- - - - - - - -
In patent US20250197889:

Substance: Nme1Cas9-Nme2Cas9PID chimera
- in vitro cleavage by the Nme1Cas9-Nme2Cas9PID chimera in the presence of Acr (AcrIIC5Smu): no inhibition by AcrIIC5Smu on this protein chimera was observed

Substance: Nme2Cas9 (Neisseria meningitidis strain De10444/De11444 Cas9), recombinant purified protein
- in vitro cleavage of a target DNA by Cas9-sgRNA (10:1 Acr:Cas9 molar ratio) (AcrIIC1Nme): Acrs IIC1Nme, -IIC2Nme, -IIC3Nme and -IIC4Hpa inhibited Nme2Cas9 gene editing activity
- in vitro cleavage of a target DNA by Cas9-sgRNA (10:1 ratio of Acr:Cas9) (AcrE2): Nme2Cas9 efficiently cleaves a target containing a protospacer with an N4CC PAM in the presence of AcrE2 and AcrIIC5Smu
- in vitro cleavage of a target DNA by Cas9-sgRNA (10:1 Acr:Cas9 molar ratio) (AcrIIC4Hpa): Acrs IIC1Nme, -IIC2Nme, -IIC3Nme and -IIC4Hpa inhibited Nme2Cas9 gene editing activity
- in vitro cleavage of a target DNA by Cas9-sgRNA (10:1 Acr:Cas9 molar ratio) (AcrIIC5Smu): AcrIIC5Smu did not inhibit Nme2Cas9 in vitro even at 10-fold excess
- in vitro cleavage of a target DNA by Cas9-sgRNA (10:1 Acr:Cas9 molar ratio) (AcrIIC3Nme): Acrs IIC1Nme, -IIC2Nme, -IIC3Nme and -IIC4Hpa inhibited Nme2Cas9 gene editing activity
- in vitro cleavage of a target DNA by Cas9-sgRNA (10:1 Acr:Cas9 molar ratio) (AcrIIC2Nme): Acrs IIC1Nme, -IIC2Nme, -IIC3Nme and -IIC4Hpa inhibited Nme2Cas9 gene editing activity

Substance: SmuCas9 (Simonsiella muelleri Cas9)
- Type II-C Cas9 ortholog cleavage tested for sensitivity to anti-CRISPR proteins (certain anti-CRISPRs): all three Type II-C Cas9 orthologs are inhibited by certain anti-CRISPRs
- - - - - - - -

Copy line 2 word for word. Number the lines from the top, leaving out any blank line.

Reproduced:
Substance: Nme1Cas9-Nme2Cas9PID chimera